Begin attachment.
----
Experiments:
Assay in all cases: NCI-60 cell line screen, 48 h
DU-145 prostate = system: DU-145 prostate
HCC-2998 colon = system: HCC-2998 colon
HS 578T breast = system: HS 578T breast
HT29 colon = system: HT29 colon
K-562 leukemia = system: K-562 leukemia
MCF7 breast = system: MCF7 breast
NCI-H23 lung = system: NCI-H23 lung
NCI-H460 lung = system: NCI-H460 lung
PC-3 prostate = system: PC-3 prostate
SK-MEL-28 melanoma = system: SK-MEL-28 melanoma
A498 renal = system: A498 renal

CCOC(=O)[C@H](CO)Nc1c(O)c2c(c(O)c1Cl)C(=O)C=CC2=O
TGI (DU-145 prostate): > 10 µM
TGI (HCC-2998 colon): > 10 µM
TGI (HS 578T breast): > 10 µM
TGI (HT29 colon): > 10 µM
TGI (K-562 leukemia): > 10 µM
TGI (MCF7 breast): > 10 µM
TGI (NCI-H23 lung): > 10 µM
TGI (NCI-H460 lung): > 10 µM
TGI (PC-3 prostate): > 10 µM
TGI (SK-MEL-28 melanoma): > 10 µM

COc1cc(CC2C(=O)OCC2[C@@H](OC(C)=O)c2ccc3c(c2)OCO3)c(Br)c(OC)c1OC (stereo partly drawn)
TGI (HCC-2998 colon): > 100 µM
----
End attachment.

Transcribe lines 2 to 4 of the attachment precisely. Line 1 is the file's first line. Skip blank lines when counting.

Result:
Assay in all cases: NCI-60 cell line screen, 48 h
DU-145 prostate = system: DU-145 prostate
HCC-2998 colon = system: HCC-2998 colon